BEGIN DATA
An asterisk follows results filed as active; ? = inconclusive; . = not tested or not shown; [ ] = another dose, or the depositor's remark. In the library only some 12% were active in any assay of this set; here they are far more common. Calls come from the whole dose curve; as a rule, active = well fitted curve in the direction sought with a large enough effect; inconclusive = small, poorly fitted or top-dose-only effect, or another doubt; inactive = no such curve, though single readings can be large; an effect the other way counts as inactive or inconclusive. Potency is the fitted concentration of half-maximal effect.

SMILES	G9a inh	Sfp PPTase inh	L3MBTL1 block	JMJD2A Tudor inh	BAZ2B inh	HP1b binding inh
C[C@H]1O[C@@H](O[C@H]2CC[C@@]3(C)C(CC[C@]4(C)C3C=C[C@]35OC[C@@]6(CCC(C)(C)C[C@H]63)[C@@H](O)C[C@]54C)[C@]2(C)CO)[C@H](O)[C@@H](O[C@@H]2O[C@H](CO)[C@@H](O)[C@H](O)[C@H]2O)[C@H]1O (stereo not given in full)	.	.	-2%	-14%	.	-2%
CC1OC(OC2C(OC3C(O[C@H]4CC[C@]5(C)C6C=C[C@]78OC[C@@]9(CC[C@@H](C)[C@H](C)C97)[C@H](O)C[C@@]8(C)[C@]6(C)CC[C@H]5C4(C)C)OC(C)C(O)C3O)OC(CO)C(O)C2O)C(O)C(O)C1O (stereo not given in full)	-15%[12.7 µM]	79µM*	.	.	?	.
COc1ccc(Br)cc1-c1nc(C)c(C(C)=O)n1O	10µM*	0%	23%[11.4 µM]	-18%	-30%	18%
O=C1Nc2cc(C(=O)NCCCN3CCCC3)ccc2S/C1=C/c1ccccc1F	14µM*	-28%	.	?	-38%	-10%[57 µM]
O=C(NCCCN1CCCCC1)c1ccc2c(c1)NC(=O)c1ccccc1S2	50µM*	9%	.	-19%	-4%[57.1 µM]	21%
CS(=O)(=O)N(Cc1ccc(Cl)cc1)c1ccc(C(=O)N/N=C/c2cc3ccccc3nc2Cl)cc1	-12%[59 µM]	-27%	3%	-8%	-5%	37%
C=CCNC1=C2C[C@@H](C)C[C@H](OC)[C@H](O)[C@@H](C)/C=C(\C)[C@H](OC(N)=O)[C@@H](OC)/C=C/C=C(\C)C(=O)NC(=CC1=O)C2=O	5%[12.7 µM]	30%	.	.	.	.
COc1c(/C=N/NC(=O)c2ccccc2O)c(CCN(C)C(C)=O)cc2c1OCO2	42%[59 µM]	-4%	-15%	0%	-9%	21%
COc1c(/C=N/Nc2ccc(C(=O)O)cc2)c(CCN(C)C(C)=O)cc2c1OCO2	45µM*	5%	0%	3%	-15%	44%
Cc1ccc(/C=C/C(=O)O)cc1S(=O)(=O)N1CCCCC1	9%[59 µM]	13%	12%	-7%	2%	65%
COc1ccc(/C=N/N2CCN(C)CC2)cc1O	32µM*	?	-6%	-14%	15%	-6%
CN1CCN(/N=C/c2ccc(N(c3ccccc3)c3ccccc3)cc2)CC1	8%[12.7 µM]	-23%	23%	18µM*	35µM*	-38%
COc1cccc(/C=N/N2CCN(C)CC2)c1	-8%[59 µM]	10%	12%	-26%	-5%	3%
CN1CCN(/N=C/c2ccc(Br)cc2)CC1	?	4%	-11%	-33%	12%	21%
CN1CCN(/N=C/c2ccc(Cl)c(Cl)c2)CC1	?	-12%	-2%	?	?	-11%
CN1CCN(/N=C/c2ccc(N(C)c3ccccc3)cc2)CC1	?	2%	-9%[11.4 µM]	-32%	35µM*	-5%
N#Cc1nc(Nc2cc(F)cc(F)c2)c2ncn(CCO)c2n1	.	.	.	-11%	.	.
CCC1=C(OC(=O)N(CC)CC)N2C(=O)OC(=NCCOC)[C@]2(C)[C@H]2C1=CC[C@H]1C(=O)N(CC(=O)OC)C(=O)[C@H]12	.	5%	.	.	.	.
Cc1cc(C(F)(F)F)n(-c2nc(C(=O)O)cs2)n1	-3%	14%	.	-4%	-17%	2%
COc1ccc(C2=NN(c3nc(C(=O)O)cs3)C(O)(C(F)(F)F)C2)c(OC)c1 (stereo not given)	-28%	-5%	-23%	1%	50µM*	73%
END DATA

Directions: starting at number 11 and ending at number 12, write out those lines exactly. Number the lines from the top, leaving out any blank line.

COc1c(/C=N/Nc2ccc(C(=O)O)cc2)c(CCN(C)C(C)=O)cc2c1OCO2	45µM*	5%	0%	3%	-15%	44%
Cc1ccc(/C=C/C(=O)O)cc1S(=O)(=O)N1CCCCC1	9%[59 µM]	13%	12%	-7%	2%	65%